Despite his age, he answers questions with impressively strong conviction – as well as scattered heart emojis that give away a boyish sense of mischief. “As I started working earlier than my peers, I think I am a bit more experienced in dealing with people,” he says, reflecting on his already burgeoning experience in the real world.

Meanwhile, main dancer BIC is a little more practical-minded. “I think that having a clear goal made it possible,” he says on his decision to become an idol. Having begun dancing at age seven and spending five years as a trainee, you have to admire his commitment; now at 19, that commitment has shown itself in the fruits of his labour, as the main dancer of a rookie group lauded for their dancing.

In a vlog, Choi Youngjoon, a choreographer renowned for his work with senior groups like Seventeen that also worked on “Ice Age”, complimented BIC as a dancer with great potential that will one day be recognised by the entire industry. It is high praise indeed, to which BIC responds humbly. “I will do my best to live up to the compliment while performing on stage!” he says, embarrassed, but nonetheless pleased.

Even considering BIC’s prowess, though, there are no shabby dancers in MCND. “Crush” proves this; all of them have their own version of the solo dance break that they take turns performing on music shows. “Each member has the chance to show off their own individual charms,” explains Minjae.

The 17-year-old joins Huijin, also 17, as one of the group’s stronger vocalists, but both are excellent dancers in their own right. Though his smile and bright expressions are what set him apart on stage, his answers are surprisingly serious. “In order for the audience to see that I am enjoying a performance, I need to show that through my expressions and gestures. So, that’s what I focus on,” he says, citing also proper stretching and care of his throat as musts before a performance.

His partner in crime Huijin is more reserved. The two have worked together since their stint on SBS’ 2018 competition show, The Fan, and often collaborate for vocal covers. Huijin’s own taste is somewhat softer than MCND’s mix of hip-hop and pop, and he is often heard covering sentimental ballads.

“I’ve especially been listening to a lot of Crush’s music lately,” he confesses. To our readers, he recommends Kim Johan’s “I Want to Fall in Love” – a ballad released almost ten years ago. In video appearances, he is quiet, standing back to observe the other members’ chaos whenever it unfolds. Here, his answers are short and succinct, though not unfriendly; when asked his new year’s resolutions, he gives an unexpected answer. “I want to learn French,” he says, matter-of-factly. “Beyond that, I want MCND to become well known.”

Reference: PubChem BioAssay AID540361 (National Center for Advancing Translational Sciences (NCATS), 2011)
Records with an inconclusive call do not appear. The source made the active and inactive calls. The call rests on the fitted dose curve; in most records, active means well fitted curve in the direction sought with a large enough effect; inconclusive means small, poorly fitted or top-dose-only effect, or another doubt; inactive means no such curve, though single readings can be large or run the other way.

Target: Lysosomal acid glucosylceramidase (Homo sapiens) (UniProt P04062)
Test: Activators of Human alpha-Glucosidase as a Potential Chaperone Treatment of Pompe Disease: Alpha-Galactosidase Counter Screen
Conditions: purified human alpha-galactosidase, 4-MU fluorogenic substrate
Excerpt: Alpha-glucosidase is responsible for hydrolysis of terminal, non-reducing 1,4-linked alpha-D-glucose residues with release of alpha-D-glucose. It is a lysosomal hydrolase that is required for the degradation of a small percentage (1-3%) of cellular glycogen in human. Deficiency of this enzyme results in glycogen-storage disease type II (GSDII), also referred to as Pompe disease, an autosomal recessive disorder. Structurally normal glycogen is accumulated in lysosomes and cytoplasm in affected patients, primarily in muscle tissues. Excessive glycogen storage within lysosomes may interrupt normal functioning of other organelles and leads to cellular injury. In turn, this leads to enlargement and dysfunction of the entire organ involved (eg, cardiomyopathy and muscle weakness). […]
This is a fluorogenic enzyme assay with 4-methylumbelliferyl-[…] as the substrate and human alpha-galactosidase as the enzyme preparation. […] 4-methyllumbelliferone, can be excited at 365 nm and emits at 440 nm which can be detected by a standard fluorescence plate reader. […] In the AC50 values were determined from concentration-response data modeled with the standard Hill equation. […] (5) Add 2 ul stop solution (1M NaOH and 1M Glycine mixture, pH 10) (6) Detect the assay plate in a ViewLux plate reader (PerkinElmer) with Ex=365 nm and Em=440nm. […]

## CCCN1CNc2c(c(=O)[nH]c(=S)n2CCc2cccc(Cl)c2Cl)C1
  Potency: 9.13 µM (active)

This kind of fierce loyalty to MCND is what unites all five members, and what stands out most about this group. When asked what song has suited the group most so far, four mention “Top Gang”, their self-composed pre-debut song, even though “Ice Age” was by far the most popular. “It’s a song only MCND can perform!” Win says enthusiastically.

Similarly, when asked to recommend a B-side off the new EP, they are unanimous in choosing “Outro ; ㅁㅊㄴㄷ” – the only track produced by Castle J. “Every lyric is cool, and I’m not just saying that because I wrote it,” he insists. BIC and Minjae use the same Korean acronym when asked to describe MCND in one sentence, referring to their “crazy” personalities. Win’s suggestion is “We’re crazy about music”, while Castle J is more modest with “We are your fun and cool friends.” Finally, Huijin’s answer is most informative: “We, MCND, are a team that really knows how to play and have fun on stage.”

It’s with this kind of energy and optimism that MCND face the upcoming year, the challenges within it, and their future beyond it. Holding a live concert, breaking the top 100 on the charts and winning a music show are all on their wish list for 2021, while trying new concepts, be they powerful, decadent or sexy, is on their to-do list.

“Ice Age” may have started their career off on a strong note, but it’ll take a lot more versatility, skill, and impact to create a fanbase that can sustain them in the long run. Ruminating on their future, Castle J ponders how to build their audience: “[On stage] we focus on our performance, conveying our message, and showing our own unique colour. If we are able to do this well, I think new fans will be drawn to our stages and existing fans will continue to support us.”

More than anything else, they want to grow and fulfil their potential as a unique group in a saturated landscape. To that end, they continually bring up goals of working hard to improve their skills, earning new fans, and meeting their current fans through face-to-face performances. Right now, that last goal feels more like a fantasy. Imagining the day when it comes, Huijin is enlivened: “It would feel like debuting all over again.”

Meanwhile, Win is apologetic. “It’s such a shame that because of Covid-19 we haven’t been able to meet. I’m sorry that for now we can only communicate through [written] interviews,” he laments. “Once the Covid-19 situation has calmed down, we’ll return with even better stages! Thank you, always.”

In the meantime, they are stuck with only each other for company. Not that that’s a bad thing; when asked what the best thing about being a member of MCND is, they express a happiness and gratitude for each other’s presence that you might not expect from a group in its first year. “I’m happiest being with our members,” says Castle J, while Huijin adds, “They feel both like my family and my friends.”

With such a visibly strong familial bond and lively, warm atmosphere between them, it’s hard not to feel a sense of endearment towards this underdog group of headstrong teenage boys. So, when Win confidently chirps that the best thing about being part of MCND is the fact that their future is so bright, who wouldn’t want to believe him?

(YouTube [1]. Images via TOP Media, Soribada Best K-Music Awards.)